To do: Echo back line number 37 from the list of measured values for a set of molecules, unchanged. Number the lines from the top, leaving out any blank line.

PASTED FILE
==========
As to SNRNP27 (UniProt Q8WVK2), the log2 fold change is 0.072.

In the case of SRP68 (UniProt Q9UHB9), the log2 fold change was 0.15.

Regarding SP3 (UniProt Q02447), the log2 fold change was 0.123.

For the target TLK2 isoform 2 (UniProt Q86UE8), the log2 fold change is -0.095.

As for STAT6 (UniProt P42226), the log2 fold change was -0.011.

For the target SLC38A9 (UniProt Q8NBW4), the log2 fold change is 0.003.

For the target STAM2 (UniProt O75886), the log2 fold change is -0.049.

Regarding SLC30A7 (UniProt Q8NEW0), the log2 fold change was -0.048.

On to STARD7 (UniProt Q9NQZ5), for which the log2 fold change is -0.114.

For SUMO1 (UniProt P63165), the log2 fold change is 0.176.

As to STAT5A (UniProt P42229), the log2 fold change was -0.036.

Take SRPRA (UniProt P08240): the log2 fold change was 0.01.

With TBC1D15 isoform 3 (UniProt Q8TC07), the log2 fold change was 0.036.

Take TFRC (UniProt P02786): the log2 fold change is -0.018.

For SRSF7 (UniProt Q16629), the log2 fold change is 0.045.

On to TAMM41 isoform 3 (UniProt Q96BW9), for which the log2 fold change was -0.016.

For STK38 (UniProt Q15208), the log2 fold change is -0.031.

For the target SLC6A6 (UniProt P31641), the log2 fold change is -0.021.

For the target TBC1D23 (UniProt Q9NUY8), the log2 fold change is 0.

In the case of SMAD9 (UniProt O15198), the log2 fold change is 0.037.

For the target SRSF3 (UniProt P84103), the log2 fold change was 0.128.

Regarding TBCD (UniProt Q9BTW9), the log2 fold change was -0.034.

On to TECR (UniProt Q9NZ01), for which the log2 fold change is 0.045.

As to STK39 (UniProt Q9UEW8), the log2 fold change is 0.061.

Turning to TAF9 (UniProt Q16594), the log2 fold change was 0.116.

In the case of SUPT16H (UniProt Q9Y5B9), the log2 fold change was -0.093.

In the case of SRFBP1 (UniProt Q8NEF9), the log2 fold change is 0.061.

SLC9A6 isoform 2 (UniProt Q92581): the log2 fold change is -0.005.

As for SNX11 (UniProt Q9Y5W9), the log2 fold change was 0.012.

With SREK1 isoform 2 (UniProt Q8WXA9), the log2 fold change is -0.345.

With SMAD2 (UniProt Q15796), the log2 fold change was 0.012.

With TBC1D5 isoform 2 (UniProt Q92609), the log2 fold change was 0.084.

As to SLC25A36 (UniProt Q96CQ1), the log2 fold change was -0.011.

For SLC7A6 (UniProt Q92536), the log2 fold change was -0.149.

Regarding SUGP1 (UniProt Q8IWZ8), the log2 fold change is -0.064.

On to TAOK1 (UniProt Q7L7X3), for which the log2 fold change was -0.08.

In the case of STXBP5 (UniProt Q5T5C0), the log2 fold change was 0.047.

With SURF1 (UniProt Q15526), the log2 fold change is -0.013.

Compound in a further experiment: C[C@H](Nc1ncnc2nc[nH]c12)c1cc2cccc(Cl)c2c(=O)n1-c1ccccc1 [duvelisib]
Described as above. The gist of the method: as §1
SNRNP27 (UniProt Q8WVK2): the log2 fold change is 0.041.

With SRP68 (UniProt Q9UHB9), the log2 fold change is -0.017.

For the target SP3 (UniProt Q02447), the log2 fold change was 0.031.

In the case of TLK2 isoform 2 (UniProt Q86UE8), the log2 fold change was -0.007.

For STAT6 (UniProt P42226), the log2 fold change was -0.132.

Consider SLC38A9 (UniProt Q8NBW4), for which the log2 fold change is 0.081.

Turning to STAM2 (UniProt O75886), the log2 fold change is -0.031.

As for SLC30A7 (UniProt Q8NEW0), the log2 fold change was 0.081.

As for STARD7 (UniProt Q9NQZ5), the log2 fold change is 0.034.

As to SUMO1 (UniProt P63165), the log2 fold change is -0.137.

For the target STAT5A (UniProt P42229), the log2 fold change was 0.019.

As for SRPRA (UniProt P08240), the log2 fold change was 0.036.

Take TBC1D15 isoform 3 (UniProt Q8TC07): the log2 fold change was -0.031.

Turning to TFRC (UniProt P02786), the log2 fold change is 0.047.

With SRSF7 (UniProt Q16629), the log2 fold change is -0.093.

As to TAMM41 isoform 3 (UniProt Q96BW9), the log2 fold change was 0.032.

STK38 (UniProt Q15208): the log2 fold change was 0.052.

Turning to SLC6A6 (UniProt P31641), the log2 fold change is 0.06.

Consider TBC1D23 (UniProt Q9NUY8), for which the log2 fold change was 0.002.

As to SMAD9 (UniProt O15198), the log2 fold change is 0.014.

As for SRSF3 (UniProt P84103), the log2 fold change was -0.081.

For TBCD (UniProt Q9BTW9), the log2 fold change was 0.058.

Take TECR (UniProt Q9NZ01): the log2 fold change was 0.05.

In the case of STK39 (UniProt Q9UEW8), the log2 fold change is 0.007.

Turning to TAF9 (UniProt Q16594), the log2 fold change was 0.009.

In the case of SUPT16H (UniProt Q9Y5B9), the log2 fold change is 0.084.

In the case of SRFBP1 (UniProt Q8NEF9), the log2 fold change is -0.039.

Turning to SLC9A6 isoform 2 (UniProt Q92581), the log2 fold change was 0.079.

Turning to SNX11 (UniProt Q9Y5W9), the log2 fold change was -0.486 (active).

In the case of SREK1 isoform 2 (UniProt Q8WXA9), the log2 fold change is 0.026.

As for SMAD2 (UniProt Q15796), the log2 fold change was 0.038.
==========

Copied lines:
In the case of STXBP5 (UniProt Q5T5C0), the log2 fold change was 0.047.